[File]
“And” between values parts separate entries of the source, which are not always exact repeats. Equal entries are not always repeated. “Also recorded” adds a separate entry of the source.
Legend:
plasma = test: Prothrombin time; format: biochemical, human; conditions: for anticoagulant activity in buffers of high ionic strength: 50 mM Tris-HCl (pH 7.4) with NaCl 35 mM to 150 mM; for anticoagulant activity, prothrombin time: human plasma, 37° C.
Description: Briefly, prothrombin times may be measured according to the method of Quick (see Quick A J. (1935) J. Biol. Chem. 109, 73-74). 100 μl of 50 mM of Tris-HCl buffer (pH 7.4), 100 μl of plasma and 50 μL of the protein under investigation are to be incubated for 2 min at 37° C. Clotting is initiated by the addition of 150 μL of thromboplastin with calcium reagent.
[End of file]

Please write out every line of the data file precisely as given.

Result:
“And” between values parts separate entries of the source, which are not always exact repeats. Equal entries are not always repeated. “Also recorded” adds a separate entry of the source.
Legend:
plasma = test: Prothrombin time; format: biochemical, human; conditions: for anticoagulant activity in buffers of high ionic strength: 50 mM Tris-HCl (pH 7.4) with NaCl 35 mM to 150 mM; for anticoagulant activity, prothrombin time: human plasma, 37° C.
Description: Briefly, prothrombin times may be measured according to the method of Quick (see Quick A J. (1935) J. Biol. Chem. 109, 73-74). 100 μl of 50 mM of Tris-HCl buffer (pH 7.4), 100 μl of plasma and 50 μL of the protein under investigation are to be incubated for 2 min at 37° C. Clotting is initiated by the addition of 150 μL of thromboplastin with calcium reagent.